Exercise & Fitness

Two workout strategies that reduce cardiovascular disease risk

News briefs

By , Executive Editor, Harvard Health Letter

photo of a man using hand weights for exercise while outdoors, trees are visible behind him but out of focus

Doing regular aerobic exercise — the kind that works your heart and lungs — is one of the best ways to reduce your risk of cardiovascular disease. Now, findings published online Jan. 17, 2024, by the European Heart Journal suggest that doing a combination of aerobics and strength training might reduce cardiovascular risk factors just as effectively. The study involved about 400 people (ages 35 to 70) classified as overweight or obese who also had high blood pressure. They were randomly assigned to one of four exercise programs: a 60-minute aerobic workout three times a week, a 60-minute strength training workout three times a week, a 60-minute combination of aerobics and strength training (30 minutes of each) three times a week, or no exercise at all. After one year, people in both the aerobics-only group and the combination exercise group (but not the strength-training-only group) had a significant reduction in a combined measure of cardiovascular risk factors, compared with people who didn't exercise. These risk factors included blood pressure, LDL (bad) cholesterol, blood sugar, and body fat. People doing the combined workouts also improved their muscle strength. What this means: it might be equally healthful to replace half of your aerobic workout with strength training, without adding additional exercise time.

Image: © kali9/Getty Images

To continue reading this article, you must log in.

Subscribe to Harvard Health Online for immediate access to health news and information from Harvard Medical School.

  • Research health conditions
  • Check your symptoms
  • Prepare for a doctor's visit or test
  • Find the best treatments and procedures for you
  • Explore options for better nutrition and exercise
Learn more about the many benefits and features of joining Harvard Health Online »

I'd like to receive access to Harvard Health Online for only $4.99 a month.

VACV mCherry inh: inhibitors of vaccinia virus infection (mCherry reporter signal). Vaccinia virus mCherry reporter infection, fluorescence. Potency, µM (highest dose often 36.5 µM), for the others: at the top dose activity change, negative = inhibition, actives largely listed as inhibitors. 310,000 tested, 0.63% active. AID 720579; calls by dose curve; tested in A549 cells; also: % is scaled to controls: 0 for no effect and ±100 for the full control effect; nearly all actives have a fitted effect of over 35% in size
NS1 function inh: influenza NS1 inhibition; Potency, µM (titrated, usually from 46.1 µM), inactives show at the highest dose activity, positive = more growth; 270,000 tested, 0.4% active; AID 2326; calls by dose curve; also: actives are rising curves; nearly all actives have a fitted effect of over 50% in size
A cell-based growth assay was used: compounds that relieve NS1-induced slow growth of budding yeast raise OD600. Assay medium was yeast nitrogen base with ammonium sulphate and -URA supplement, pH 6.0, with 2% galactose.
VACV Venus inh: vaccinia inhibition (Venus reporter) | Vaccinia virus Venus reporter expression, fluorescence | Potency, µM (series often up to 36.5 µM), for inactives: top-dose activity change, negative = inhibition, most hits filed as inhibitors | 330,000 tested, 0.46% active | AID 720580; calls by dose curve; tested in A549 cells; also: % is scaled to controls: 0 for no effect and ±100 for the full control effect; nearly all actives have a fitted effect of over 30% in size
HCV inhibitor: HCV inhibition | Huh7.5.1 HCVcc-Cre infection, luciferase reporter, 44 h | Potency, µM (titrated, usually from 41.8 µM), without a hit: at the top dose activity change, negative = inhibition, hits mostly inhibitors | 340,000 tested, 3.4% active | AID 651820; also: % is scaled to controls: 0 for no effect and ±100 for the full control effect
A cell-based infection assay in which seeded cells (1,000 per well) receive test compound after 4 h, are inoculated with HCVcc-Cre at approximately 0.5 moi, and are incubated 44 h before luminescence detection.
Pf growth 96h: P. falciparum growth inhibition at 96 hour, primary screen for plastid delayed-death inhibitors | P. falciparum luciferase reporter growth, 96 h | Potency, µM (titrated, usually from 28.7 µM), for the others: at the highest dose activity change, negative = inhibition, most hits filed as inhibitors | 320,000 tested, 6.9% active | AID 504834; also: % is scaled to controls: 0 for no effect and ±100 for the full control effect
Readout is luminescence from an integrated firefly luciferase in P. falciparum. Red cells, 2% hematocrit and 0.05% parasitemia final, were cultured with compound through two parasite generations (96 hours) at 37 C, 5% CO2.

Sign Me Up

Already a member? Login ».

About the Author

photo of Heidi Godman

Heidi Godman, Executive Editor, Harvard Health Letter

Heidi Godman is the executive editor of the Harvard Health Letter. Before coming to the Health Letter, she was an award-winning television news anchor and medical reporter for 25 years. Heidi was named a journalism fellow … See Full Bio
View all posts by Heidi Godman

About the Reviewer

photo of Anthony L. Komaroff, MD

Anthony L. Komaroff, MD, Editor in Chief, Harvard Health Letter

Dr. Anthony L. Komaroff is the Steven P. Simcox/Patrick A. Clifford/James H. Higby Professor of Medicine at Harvard Medical School, senior physician at Brigham and Women’s Hospital in Boston, and editor in chief of the Harvard … See Full Bio
View all posts by Anthony L. Komaroff, MD


As a service to our readers, Harvard Health Publishing provides access to our library of archived content. Please note the date of last review or update on all articles.

No content on this site, regardless of date, should ever be used as a substitute for direct medical advice from your doctor or other qualified clinician.

You might also be interested in…

Workout Workbook: 9 complete workouts to help you get fit and healthy

The numbers are shocking. Just two out of 10 American adults meet recommended levels of physical activity. Nearly three out of 10 Americans ages 6 and older admit they aren’t active at all, despite reams of research proving that exercise is a powerful preventive, and sometimes an antidote, for disability and illness. This Special Health Report, Workout Workbook: 10 complete workouts to help you get fit and healthy, features nine excellent workouts that will challenge your body and spirit in a variety of ways while warding off boredom.

Read More

Free Healthbeat Signup

Get the latest in health news delivered to your inbox!

Sign Up
Harvard Health Publishing Logo

Thanks for visiting. Don't miss your FREE gift.

The Best Diets for Cognitive Fitness, is yours absolutely FREE when you sign up to receive Health Alerts from Harvard Medical School

Sign up to get tips for living a healthy lifestyle, with ways to fight inflammation and improve cognitive health, plus the latest advances in preventative medicine, diet and exercise, pain relief, blood pressure and cholesterol management, and more.

Harvard Health Publishing Logo

Health Alerts from Harvard Medical School

Get helpful tips and guidance for everything from fighting inflammation to finding the best diets for weight loss...from exercises to build a stronger core to advice on treating cataracts. PLUS, the latest news on medical advances and breakthroughs from Harvard Medical School experts.

BONUS! Sign up now and
get a FREE copy of the
Best Diets for Cognitive Fitness

Harvard Health Publishing Logo

Stay on top of latest health news from Harvard Medical School.

Plus, get a FREE copy of the Best Diets for Cognitive Fitness.